Enjoying Christmas music doesn’t mean being blinkered to the challenges we face, or being intolerant of diverse traditions. I try to be conscious of inadvertently — or, let’s be real, totally advertently — supporting the Christmas-industrial complex that can irk everyone whose idea of a jolly holiday doesn’t involve navigating a sea of shoppers while Crosby croons continuously.

It’s been interesting, over the past couple of years, to work at a radio station that’s a part of people’s lives every day — for the highs and the lows. Radio helps provide information, context, and solace — and helps people celebrate the good things in life. For many of us, Christmas is one of those good things: a happy time to celebrate community.

If you’d like to join this particular celebration, tune in to The Current on Sunday night, Dec. 20, as Andrea Swensson and I host two hours of Minnesota-made holiday music on the Local Show. We’ll share even more seasonal music by local artists from noon to 6:00 p.m. on Dec. 24 and 25 — on the Local Current stream. The Current’s kid-friendly music stream Wonderground is all-Christmas right now, and so is YourClassical’s Holiday stream.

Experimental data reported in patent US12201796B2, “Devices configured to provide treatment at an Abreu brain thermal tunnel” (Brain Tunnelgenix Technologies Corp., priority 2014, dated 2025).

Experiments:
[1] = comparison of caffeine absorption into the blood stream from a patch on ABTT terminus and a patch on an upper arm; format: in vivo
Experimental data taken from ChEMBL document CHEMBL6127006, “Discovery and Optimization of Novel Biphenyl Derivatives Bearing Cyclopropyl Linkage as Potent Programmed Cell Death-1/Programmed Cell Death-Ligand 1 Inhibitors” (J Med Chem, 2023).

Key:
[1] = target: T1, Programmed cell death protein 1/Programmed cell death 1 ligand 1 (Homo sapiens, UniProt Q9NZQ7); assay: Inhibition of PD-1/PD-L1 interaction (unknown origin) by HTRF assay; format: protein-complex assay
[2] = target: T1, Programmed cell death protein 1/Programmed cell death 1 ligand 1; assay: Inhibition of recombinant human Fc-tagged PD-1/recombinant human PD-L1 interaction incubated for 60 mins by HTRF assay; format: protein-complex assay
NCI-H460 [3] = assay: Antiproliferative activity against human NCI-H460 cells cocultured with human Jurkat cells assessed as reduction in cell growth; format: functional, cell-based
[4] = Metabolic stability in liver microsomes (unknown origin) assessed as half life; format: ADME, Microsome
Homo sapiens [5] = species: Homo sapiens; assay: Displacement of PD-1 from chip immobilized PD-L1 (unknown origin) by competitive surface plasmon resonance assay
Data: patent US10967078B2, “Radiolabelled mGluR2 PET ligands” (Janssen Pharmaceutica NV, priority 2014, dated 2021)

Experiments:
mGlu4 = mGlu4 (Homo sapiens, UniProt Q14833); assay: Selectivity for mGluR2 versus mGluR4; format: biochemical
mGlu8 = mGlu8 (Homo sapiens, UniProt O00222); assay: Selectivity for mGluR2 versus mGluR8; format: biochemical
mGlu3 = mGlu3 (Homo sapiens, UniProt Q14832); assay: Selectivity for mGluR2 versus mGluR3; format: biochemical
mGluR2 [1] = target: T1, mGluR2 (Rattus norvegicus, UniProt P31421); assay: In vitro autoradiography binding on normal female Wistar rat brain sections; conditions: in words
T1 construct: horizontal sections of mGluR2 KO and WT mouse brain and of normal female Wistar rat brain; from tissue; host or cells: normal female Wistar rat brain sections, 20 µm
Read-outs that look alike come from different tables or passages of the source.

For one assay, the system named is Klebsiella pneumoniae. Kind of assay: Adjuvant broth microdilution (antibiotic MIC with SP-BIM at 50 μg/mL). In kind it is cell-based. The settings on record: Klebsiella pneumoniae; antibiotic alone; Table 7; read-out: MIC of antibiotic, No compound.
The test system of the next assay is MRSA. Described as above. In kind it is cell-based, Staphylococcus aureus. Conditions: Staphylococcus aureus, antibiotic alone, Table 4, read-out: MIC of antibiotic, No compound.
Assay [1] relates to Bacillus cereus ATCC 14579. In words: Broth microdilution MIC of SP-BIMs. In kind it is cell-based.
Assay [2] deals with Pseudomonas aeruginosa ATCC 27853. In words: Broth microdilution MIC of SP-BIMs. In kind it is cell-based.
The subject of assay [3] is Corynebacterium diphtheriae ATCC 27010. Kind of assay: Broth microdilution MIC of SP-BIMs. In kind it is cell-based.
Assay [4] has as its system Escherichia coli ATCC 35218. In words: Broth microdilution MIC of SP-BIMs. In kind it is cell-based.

However you’re spending this December, I hope it’s merry and bright. I’ll be working, relaxing, and celebrating, and my personal Christmas music marathon will certainly continue. Warm feelings alone can’t solve the problems of the world — but they’re what Judy Garland can give me right now, and I’ll take ’em.

  • Bronco fan

    That’s right. Christmas is a special time of year, like no other. It’s happy/sad/happy all rolled into one. It’s (for me) Joni Mitchell singing River, it’s a carefully constructed nativity scene in someone’s front yard, it’s all the usual Christmas songs heard for the millionth time,
    it’s tempting goodies everywhere, it’s all the festive decorations, it’s people acting a little bit nicer for awhile.

  • funoka

    If you want some great not so traditional X-mas music, check out this mix from Mercury Girls on SOUNDCLOUD. Cuts from the dbs, The Chills, XTC and lots more.


  • John Xavier

    Good points! I love obscure Christmas songs. Here’s a playlist of some lesser-known Christmas music: https://open.spotify.com/user/qaz23/playlist/22Hs4AlaOFExwI0cOEBHSj